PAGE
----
For decades the Pentagon has been contaminating the drinking water of hundreds of U.S. communities across at least 43 states with ammonium perchlorate, the main explosive component of solid missile fuel.[2]Utah, where NASA and the military test their rockets, recently saw a local news broadcast wherein grocery store milk samples were randomly tested and all turned up alarming levels of perchlorate. Not surprisingly, the Bush Administration, despite the fact that every milk sample taken in Bush's home state of Texas was also found to be perchlorate contaminated,[3] attempted once again this year[4] to exempt chemical companies and military contractors like Lockheed Martin and Morton Thiokol from cleaning up this toxic waste which, as Senator Barbara Boxer noted, is "endangering the health of millions of Americans."[5]

Perchlorate leaches into the irrigation water used to grow feed crops for cattle who can then concentrate this agent into their milk. Testing milk off California grocery store shelves for the first time, the Environmental Working Group (EWG) recently found that infants and children may be exposed to more of this toxic chemical than is considered safe by the U.S. Environmental Protection Agency (EPA)[6] and other independent scientific bodies.[7] The average 1-year-old in Southern California, for example, is estimated to be getting twice the EPA's "provisional daily safe dose." The EWG also unearthed previously unreleased tests done by the California Food and Agriculture Department that found an average level of perchlorate contamination in California milk over 5 times the EPA safety standard. Cheese, yogurt and other dairy products are likely to be as contaminated as milk.[8]

Scientists know that at the levels that were found in milk, perchlorate can affect a baby's ability to make essential thyroid hormones.[9,10] What we don't know is if the disruptions in thyroid hormone levels caused by milk would be enough to cause the lowered IQ, mental retardation, loss of hearing and speech, and motor skill deficits seen in thyroid deficient fetuses, infants, and children.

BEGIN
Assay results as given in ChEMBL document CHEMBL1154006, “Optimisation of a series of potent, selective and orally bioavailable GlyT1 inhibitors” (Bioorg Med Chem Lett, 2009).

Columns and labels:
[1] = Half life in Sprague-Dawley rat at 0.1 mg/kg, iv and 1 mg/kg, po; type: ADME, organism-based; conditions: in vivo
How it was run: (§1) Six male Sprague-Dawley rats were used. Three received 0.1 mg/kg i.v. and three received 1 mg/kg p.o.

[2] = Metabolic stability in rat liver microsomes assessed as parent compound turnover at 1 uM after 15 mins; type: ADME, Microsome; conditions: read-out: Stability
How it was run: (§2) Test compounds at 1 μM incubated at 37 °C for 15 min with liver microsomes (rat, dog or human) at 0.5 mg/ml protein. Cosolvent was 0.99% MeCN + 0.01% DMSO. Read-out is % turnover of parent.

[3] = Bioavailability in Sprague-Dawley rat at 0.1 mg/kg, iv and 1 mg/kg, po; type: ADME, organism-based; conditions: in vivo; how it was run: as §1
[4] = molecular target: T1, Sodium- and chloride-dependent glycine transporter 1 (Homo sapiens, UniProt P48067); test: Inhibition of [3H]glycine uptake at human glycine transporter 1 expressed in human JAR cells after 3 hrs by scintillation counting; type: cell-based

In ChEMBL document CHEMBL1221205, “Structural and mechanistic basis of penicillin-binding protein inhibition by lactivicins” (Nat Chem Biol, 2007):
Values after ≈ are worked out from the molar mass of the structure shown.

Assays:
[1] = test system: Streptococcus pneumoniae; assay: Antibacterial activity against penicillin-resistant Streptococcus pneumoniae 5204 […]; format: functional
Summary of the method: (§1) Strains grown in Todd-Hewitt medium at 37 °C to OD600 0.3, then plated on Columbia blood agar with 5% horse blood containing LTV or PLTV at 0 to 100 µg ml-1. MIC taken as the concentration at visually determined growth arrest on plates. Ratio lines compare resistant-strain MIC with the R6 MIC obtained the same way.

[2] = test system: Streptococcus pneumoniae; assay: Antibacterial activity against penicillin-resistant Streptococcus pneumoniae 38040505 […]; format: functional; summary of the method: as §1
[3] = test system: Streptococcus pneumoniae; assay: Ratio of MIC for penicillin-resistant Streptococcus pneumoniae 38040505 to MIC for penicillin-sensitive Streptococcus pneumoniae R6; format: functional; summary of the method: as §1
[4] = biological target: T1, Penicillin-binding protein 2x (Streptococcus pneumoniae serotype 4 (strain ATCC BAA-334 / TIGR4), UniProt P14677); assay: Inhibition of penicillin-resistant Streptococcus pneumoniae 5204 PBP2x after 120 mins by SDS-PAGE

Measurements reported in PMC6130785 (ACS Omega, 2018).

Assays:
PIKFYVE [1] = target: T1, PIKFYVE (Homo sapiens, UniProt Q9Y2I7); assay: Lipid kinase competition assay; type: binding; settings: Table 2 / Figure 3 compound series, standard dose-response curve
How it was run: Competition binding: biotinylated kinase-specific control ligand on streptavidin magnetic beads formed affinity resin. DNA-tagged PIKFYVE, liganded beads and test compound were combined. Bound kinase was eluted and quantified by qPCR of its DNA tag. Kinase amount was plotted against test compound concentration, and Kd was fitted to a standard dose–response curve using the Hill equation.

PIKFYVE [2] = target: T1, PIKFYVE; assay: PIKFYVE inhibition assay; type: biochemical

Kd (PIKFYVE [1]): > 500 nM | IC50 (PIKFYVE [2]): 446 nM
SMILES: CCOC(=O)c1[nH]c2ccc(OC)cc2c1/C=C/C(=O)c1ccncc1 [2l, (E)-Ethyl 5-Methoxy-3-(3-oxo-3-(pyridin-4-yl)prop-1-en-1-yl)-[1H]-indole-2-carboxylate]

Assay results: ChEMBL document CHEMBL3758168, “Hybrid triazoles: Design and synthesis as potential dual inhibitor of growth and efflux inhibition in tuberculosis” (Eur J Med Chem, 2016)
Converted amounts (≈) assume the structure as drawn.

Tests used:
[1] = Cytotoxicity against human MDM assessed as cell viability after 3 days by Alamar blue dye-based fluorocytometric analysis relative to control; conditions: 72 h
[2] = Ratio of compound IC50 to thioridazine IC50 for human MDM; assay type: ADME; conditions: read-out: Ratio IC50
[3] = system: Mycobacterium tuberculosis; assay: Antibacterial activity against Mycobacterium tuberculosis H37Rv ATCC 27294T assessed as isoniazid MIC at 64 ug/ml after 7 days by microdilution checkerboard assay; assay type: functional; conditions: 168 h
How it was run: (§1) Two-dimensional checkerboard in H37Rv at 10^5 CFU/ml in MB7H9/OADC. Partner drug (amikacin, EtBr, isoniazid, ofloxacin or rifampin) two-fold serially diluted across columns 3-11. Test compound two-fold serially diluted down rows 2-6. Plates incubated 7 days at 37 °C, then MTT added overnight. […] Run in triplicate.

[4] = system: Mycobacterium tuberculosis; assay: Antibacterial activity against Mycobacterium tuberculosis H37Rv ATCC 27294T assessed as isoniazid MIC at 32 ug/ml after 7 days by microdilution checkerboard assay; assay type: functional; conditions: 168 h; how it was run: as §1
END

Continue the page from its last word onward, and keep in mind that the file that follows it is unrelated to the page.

The spokesperson for the state's $4.5 billion dairy industry agrees with the California Ag department that there is a "paucity of science" as to the potential effects of children drinking rocket fuel chemicals.[11]Government and industry both admit, though, that there could be some risk, but that moms and kids should NOT stop drinking milk because of all its "calcium, protein and minerals."[12] Is that the choice our children get? Rocket fuel or malnutrition? Pouring fortified SOY milk on one's cereal, kids can get comparable amounts of protein and calcium and even more minerals--without the toxic waste.Rice milk, almond milk, oatmilk, hazelnut milk and soy, are available in stores everywhere. You don't have to be a rocket scientist to figure out the healthier choice.

1 San Francisco Chronicle 22 June 2004.
6 Environmental Protection Agency (EPA). 2002. Perchlorate Environmental Contamination. NCEA-1-0503.